Compared to the original version of the White and Wixted (1999) model, however, we add an important assumption, first proposed by Brown and White (2009). This assumption recognizes that the rewards for correct matching act in a context of total reinforcement. Specifically, we assumed that the effect of the R1i/R2i reward ratio in determining the choice at stimulus value i is diluted by rewards for other behavior, Ro. If Ro acts as a general background, then it is added to R1 or R2. Accordingly, we assume that at a given stimulus value i, B1i/B2i = (R1i + Ro)/(R2i + Ro). One specific advantage of this new assumption is that it allows the prediction of the effects of absolute rate of reward on matching accuracy—with overall lower reward probabilities, discriminability is reduced (Brown & White, 2009). The original White and Wixted model did not predict this effect of absolute rate of reward, but the modified version does. Application of the model below to the results of a variety of experimental conditions assumes that the main causal factor in forgetting is the value of Ro, rewards for other behavior. The relativity of R to Ro, however, means that in any instance, forgetting could result from an increase in Ro, or a weakening of R. This possibility is illustrated by rewriting our equation: B1i/B2i = (R1i + Ro)/(R2i + Ro), after dividing top and bottom expressions by Ro, to give: B1i/B2i = (R1i / Ro + 1)/(R2i / Ro + 1). Our interpretation of the term R/Ro is that the effect of R is weakened or diluted by the effect of rewards for other behavior. An alternative interpretation, not considered here, might be that rewards for remembering are weakened by some other factor such as changing expectancies across time. In other words, the relativity of R to Ro means that variation in task parameters could result in a decrease in R that is modeled by an increase in Ro. This conclusion is plausible because a change in parameters of the memory task could be associated with a change in Ro. For example, if the sample duration is extremely short, it is plausible that Ro is higher than when the sample is of long duration and more attention or effort is being paid to the memory task.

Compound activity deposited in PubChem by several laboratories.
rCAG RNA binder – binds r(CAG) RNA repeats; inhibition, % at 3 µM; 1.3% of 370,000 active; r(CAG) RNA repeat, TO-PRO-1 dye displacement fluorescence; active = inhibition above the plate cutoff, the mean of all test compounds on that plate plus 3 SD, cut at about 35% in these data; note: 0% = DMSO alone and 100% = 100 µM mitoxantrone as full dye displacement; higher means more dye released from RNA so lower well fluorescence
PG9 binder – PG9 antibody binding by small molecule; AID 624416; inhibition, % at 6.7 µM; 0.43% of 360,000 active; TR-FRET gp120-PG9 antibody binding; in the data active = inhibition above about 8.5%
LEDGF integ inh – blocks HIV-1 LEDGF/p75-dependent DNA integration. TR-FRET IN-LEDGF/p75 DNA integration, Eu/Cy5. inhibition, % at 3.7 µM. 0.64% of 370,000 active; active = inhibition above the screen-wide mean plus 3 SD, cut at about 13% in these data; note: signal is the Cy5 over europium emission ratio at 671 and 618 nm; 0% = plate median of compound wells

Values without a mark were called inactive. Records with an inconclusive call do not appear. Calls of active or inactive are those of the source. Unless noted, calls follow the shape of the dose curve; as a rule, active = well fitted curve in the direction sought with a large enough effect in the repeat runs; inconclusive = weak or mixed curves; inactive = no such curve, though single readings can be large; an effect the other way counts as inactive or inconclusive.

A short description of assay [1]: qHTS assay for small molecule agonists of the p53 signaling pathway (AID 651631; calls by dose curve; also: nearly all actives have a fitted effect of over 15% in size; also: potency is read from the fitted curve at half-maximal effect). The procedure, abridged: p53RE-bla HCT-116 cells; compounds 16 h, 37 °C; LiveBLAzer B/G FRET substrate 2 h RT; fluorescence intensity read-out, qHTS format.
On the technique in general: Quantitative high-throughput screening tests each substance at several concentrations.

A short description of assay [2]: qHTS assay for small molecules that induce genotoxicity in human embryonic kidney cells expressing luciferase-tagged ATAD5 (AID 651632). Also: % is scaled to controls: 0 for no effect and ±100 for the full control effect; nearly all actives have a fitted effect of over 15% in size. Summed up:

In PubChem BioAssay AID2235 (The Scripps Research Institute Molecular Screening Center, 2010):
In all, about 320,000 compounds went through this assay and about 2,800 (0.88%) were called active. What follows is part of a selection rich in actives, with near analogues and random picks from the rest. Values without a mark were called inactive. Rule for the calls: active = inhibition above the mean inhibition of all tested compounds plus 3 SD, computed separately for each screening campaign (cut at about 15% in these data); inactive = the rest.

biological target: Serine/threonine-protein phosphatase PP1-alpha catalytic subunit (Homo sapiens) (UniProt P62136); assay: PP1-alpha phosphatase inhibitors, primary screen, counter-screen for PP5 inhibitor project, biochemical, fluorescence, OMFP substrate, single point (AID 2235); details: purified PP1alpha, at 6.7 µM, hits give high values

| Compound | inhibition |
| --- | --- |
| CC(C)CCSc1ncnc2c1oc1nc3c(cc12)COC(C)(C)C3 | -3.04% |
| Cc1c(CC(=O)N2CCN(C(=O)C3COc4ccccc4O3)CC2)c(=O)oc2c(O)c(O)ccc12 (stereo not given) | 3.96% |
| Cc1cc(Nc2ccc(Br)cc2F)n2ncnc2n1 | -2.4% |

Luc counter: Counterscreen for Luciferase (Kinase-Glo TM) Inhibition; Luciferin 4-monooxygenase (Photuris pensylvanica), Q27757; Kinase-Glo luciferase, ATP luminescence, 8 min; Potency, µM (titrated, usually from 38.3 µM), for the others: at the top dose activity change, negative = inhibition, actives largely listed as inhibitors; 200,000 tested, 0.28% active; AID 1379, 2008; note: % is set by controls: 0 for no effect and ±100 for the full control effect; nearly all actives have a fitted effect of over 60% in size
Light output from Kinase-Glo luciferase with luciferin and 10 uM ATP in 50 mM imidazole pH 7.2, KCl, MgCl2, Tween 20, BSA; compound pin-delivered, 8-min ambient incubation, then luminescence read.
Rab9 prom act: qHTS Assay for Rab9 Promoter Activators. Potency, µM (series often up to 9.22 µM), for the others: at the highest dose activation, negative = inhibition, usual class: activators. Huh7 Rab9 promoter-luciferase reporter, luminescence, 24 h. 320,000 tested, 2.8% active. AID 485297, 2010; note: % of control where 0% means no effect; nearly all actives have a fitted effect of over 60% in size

In behavioral terms, the notion of reinforcement competition, following Herrnstein (1970), is used to account for the allocation of behavior between two or more alternatives. In our model, these alternatives are the task of remembering and alternative or other behaviors. The task of remembering may or may not include rehearsal as just one aspect. In this behavioral view, remembering is a conditional discrimination like any other but with sample stimuli (in delayed matching) temporally separated from the comparison stimuli (White, 2002a). Thus, the pigeon’s allocation of behavior to the memory task versus alternative activities is determined by the rewards for remembering relative to rewards for other behaviors. Our shorthand way of describing this differential allocation of behavior is that the pigeon may switch attention between remembering and alternative activities.